DUP ‘open’ to NI corporate tax rate of 10%, says Foster
Former first minister says she is committed to introducing 12.5% rate
Arlene Foster: “political stability has been a key factor when it comes to attracting foreign direct investment and jobs.” Photograph: Reuters/Clodagh Kilcoyne
The DUP is “open to looking” at reducing the rate of corporation tax in Northern Ireland to 10 per cent, its party leader Arlene Foster has told the North’s business community.
The former first minister said she was committed to introducing a proposed new rate of corporation tax at 12.5 per cent as planned next year.
Yet because the UK government is considering lowering the rate in general following the EU referendum, the DUP could also support the introduction of a lower rate of corporation tax in the North.
However, Mrs Foster has warned that the introduction of a lower rate of corporation tax – whether it is 12.5 or 10 per cent – would not happen unless Stormont was “up and running”.
“It can’t be done under direct rule even if the willingness existed on the part of direct rule ministers,” Mrs Foster said in Belfast on Tuesday during the first of the “Five Leaders, Five Days” series which is a Northern Ireland Chamber of Commerce initiative to give the leaders of the five main political parties an opportunity to outline their plans for the economy to business people ahead of the election next month.
Mrs Foster said the introduction of a new lower rate of corporation tax would also require “the political and drive to make it happen”.
“Let there be no doubt we will only get corporation tax rates reduced if Stormont is back and the DUP is in a strong enough position to ensure that it happens.
Better jobs“Last May, creating more and better jobs with a target of 50,000 by 2021 was central to our five-point plan. We stand on that platform again. We worked hard to make sure we won the power to set corporation tax powers when others had given up. And if we are to put these new powers to use it will only be because we have continued to make it a priority.”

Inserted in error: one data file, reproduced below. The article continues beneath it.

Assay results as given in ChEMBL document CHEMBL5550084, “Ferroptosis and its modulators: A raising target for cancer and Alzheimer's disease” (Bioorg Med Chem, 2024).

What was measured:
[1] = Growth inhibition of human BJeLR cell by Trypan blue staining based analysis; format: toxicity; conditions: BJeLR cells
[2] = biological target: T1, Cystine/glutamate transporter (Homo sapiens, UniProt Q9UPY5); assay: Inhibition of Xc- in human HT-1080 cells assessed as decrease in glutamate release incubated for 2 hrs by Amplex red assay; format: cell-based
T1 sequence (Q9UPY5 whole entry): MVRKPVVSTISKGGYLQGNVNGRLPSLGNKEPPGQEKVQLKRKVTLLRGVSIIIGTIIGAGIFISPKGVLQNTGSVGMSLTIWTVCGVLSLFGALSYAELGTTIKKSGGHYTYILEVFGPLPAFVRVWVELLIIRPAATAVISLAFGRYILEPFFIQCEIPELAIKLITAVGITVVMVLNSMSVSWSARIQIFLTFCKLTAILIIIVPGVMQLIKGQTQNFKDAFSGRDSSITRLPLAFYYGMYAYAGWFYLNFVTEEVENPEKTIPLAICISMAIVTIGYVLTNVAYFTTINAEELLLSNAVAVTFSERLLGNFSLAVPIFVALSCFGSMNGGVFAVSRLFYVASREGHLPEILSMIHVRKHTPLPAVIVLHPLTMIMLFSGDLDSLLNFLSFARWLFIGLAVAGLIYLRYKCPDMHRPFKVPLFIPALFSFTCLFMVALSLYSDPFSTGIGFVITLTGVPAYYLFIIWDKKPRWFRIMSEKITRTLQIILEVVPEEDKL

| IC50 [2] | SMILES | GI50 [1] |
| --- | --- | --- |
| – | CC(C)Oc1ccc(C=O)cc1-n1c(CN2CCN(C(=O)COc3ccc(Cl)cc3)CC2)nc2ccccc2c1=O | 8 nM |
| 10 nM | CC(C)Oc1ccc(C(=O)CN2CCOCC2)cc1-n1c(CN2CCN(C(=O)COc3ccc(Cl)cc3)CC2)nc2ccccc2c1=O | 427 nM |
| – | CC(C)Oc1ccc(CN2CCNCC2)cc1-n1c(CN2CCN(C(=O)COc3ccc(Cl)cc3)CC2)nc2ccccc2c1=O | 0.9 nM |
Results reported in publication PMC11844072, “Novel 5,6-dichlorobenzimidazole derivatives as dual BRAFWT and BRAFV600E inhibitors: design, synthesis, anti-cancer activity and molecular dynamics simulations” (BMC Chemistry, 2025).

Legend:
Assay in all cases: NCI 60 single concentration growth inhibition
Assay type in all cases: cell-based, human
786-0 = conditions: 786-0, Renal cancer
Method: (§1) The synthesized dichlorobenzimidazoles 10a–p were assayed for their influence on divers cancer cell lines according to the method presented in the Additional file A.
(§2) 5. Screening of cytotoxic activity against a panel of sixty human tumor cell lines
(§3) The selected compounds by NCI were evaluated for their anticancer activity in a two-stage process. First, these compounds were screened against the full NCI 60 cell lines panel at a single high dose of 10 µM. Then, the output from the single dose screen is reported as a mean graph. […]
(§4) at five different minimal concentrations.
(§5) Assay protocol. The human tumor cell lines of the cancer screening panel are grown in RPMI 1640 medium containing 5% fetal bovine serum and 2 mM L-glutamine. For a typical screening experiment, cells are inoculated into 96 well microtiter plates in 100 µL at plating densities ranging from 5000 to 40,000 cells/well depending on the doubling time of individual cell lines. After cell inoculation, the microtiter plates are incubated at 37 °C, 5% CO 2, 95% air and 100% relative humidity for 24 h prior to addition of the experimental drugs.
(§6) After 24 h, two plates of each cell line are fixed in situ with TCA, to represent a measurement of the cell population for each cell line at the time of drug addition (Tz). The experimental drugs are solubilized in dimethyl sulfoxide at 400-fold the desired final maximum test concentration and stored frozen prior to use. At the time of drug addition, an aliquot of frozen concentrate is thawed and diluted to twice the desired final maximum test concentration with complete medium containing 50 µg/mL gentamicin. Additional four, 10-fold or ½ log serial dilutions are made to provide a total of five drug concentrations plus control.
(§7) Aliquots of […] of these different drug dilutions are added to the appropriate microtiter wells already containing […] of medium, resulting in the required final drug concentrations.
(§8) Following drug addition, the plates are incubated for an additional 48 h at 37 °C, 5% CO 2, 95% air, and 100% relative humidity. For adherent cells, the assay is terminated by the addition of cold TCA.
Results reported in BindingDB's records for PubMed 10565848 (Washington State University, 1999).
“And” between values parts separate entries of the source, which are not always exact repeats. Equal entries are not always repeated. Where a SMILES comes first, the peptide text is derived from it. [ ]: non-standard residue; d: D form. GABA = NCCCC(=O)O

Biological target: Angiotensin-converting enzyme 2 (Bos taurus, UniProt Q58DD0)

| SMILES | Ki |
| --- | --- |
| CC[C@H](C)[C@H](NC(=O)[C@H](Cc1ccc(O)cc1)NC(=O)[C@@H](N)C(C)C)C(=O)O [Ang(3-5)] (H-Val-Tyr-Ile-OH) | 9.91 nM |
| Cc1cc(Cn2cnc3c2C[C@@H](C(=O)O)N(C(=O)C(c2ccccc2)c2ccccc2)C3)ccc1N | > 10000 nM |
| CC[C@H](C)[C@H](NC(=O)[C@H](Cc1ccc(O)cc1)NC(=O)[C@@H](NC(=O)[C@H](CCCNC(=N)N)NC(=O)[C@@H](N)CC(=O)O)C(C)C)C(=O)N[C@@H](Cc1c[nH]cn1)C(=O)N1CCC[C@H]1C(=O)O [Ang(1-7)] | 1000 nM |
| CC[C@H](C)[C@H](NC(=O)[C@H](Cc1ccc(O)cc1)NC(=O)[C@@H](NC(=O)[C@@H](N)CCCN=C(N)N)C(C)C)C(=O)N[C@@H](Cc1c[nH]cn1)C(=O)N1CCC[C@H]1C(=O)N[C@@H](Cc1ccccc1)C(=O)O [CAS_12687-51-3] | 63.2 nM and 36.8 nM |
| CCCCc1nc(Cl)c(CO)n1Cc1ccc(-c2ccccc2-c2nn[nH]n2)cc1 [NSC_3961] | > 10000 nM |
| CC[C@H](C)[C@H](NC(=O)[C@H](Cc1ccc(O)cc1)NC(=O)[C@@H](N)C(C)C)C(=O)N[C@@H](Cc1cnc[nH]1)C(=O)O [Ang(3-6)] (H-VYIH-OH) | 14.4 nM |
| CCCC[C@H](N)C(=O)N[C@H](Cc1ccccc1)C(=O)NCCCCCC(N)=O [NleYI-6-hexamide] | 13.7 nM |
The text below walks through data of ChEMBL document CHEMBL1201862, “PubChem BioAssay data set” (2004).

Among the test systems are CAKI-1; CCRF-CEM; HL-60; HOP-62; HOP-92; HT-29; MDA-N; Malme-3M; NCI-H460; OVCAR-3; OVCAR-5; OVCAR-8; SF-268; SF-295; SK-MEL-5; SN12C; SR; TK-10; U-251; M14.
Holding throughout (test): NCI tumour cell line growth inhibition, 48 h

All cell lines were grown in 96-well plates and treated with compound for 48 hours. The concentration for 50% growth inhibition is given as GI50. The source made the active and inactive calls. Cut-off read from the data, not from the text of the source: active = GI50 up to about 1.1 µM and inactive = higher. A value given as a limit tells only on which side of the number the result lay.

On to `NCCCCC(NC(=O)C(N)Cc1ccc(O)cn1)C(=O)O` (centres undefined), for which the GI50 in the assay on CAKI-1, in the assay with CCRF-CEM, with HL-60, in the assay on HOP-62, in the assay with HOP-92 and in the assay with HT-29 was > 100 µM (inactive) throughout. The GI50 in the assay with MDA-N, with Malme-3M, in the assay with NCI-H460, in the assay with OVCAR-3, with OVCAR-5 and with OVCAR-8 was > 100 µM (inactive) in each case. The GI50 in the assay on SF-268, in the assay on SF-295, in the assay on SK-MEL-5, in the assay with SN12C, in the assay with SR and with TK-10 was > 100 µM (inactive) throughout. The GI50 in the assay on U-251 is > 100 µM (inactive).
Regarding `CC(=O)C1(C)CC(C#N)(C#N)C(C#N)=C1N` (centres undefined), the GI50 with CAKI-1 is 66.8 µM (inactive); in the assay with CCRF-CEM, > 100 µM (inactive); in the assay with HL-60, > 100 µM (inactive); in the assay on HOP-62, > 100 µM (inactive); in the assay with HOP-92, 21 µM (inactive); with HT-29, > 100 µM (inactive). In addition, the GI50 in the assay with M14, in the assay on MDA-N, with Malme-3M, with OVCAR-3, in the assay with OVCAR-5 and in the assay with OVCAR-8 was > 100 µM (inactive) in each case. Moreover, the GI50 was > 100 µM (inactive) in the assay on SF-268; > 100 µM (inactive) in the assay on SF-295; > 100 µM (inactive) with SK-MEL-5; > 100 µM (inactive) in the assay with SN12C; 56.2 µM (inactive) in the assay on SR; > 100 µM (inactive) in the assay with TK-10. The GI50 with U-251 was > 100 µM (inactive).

The DUP party leader said it was a “dangerous myth” that all parties in the previous Northern Ireland Executive “believe the same things on economic issues”.
“Nothing could be further from the truth,” said Mrs Foster.
Although she said she was “wary” of talking politics before a business audience she did take the opportunity to point out that in her opinion the election was “about Gerry Adams reasserting control of Sinn Féin in Northern Ireland”.
“By destabilising the political institutions, the impact is also to threaten the future economic prospects of Northern Ireland Plc because, as everyone in this room knows, political stability has been a key factor when it comes to attracting foreign direct investment and jobs.”
Mrs Foster also paid tribute to the role the business community in the North had played over the last 10 years in growing the local economy, and she said she acknowledged its frustration that an election was looming again just 10 months after the last one.
Frustrating“Because we are in the pre-election period, or Purdah, we are now in a state of limbo in terms of making progress and getting on with the work – and I know there is nothing more frustrating than that for the business community. Believe me, I find it equally frustrating. It’s bad for business and bad for Northern Ireland.”
Mrs Foster said the economic achievements of the last decade were now at stake, as was the North’s seat at the table in the Brexit negotiations. Northern Ireland needed to be at the negotiating table to “get the right deal” and it also needed a stable government to let business “get on with creating jobs”.
Nick Coburn, president of the Northern Ireland Chamber of Commerce, believes the upcoming election is the “most important for jobs and the economy in the history of Northern Ireland”, and that it was crucial there was a new executive in place as soon as it was over.
Next up in the “Five Leaders, Five Days” initiative is Mike Nesbitt, leader of the Ulster Unionist Party, on Wednesday.